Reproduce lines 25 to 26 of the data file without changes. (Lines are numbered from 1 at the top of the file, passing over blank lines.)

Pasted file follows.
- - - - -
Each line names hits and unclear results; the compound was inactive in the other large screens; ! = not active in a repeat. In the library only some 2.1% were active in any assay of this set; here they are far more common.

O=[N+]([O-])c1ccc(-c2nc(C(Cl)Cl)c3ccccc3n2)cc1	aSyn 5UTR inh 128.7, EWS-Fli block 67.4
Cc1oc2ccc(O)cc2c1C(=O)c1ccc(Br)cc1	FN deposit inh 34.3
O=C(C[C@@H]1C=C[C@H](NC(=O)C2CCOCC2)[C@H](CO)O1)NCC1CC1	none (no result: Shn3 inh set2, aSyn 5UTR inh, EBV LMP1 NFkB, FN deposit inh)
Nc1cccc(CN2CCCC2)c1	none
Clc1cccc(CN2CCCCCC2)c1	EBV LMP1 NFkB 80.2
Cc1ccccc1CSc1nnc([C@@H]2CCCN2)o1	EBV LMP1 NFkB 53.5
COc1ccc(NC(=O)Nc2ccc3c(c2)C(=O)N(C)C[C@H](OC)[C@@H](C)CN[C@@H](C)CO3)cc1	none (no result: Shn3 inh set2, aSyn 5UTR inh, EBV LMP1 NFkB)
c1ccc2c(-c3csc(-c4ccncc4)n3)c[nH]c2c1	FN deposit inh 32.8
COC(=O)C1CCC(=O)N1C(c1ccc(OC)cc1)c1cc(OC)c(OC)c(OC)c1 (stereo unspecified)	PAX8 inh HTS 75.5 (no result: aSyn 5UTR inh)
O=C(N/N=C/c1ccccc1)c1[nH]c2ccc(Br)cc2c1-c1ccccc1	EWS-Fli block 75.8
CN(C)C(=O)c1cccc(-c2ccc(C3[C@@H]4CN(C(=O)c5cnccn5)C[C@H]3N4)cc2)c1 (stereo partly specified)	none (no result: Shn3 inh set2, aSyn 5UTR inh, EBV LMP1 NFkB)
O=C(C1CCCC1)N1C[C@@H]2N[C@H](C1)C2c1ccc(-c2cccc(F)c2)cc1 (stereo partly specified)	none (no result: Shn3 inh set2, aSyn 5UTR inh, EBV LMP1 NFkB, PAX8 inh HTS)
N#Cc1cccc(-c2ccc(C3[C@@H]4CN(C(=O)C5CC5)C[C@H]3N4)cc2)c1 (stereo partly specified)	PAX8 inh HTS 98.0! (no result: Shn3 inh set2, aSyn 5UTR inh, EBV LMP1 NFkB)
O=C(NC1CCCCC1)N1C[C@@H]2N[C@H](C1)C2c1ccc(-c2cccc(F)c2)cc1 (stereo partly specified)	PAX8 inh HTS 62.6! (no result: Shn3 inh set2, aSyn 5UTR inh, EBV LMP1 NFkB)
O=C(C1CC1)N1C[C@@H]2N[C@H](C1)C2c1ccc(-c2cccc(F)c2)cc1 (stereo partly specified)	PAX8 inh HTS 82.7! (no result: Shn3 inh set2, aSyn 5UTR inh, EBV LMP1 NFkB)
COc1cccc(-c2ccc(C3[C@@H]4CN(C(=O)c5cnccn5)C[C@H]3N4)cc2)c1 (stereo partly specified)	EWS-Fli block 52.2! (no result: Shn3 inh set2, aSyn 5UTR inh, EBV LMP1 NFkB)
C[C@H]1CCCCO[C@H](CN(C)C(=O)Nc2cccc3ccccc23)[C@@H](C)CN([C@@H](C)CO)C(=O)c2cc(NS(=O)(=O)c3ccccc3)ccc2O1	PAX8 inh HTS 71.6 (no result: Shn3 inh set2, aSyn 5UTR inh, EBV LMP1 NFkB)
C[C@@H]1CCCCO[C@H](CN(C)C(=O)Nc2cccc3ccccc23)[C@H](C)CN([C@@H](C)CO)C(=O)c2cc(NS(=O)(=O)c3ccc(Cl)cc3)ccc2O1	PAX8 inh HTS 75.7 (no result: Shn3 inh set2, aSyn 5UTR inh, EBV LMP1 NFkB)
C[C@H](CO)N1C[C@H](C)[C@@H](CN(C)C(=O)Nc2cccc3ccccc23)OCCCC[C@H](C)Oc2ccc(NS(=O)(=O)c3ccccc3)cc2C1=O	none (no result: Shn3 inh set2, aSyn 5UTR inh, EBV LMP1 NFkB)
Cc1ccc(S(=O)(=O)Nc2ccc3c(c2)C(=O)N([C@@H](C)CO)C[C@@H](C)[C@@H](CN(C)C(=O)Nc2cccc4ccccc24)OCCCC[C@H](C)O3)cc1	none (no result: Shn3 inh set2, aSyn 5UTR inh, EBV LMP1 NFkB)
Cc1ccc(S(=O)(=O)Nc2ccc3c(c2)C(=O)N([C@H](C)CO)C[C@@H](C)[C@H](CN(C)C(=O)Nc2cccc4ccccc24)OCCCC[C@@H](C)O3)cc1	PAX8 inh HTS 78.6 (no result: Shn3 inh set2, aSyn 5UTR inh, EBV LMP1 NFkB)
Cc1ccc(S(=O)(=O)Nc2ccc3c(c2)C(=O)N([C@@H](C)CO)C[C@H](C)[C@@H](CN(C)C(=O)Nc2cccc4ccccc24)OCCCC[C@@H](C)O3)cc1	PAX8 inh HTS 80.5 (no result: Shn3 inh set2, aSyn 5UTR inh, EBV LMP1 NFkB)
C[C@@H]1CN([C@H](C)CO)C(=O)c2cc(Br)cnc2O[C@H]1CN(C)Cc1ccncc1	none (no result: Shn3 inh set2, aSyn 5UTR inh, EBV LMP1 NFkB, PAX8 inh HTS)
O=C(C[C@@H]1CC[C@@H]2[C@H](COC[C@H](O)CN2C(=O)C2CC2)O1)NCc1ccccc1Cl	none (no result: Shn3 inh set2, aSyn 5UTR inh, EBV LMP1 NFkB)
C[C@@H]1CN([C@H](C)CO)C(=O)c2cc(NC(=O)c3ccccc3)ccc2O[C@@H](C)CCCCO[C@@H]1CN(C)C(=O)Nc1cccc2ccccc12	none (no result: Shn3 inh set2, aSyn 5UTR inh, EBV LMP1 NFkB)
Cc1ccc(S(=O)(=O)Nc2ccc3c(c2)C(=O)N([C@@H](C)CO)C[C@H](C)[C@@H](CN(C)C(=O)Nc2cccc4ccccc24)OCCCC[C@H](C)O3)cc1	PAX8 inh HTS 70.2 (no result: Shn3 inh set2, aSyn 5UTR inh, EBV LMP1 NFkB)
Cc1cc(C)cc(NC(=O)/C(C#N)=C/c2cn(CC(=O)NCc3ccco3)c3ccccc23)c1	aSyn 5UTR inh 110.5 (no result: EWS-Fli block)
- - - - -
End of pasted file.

O=C(C[C@@H]1CC[C@@H]2[C@H](COC[C@H](O)CN2C(=O)C2CC2)O1)NCc1ccccc1Cl	none (no result: Shn3 inh set2, aSyn 5UTR inh, EBV LMP1 NFkB)
C[C@@H]1CN([C@H](C)CO)C(=O)c2cc(NC(=O)c3ccccc3)ccc2O[C@@H](C)CCCCO[C@@H]1CN(C)C(=O)Nc1cccc2ccccc12	none (no result: Shn3 inh set2, aSyn 5UTR inh, EBV LMP1 NFkB)